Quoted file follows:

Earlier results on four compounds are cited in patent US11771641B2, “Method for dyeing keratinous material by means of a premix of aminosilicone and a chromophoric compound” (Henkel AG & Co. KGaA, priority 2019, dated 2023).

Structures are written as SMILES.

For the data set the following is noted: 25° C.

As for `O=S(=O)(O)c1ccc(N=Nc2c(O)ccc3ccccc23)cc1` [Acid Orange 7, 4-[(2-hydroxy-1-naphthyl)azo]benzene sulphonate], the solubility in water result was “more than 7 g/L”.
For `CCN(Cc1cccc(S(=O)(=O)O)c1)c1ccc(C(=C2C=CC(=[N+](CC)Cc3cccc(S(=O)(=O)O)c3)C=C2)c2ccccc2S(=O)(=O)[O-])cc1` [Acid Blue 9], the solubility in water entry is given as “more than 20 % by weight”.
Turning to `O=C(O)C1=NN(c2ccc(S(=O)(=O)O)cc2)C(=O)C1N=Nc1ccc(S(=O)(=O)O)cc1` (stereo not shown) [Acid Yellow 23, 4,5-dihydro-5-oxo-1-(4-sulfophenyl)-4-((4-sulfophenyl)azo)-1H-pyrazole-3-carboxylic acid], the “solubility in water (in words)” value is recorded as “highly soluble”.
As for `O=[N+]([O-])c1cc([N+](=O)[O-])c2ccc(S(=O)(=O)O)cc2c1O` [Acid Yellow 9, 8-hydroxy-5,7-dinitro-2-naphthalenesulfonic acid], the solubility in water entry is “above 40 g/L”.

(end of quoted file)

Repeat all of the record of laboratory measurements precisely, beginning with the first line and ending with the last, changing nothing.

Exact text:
Earlier results on four compounds are cited in patent US11771641B2, “Method for dyeing keratinous material by means of a premix of aminosilicone and a chromophoric compound” (Henkel AG & Co. KGaA, priority 2019, dated 2023).

Structures are written as SMILES.

For the data set the following is noted: 25° C.

As for `O=S(=O)(O)c1ccc(N=Nc2c(O)ccc3ccccc23)cc1` [Acid Orange 7, 4-[(2-hydroxy-1-naphthyl)azo]benzene sulphonate], the solubility in water result was “more than 7 g/L”.
For `CCN(Cc1cccc(S(=O)(=O)O)c1)c1ccc(C(=C2C=CC(=[N+](CC)Cc3cccc(S(=O)(=O)O)c3)C=C2)c2ccccc2S(=O)(=O)[O-])cc1` [Acid Blue 9], the solubility in water entry is given as “more than 20 % by weight”.
Turning to `O=C(O)C1=NN(c2ccc(S(=O)(=O)O)cc2)C(=O)C1N=Nc1ccc(S(=O)(=O)O)cc1` (stereo not shown) [Acid Yellow 23, 4,5-dihydro-5-oxo-1-(4-sulfophenyl)-4-((4-sulfophenyl)azo)-1H-pyrazole-3-carboxylic acid], the “solubility in water (in words)” value is recorded as “highly soluble”.
As for `O=[N+]([O-])c1cc([N+](=O)[O-])c2ccc(S(=O)(=O)O)cc2c1O` [Acid Yellow 9, 8-hydroxy-5,7-dinitro-2-naphthalenesulfonic acid], the solubility in water entry is “above 40 g/L”.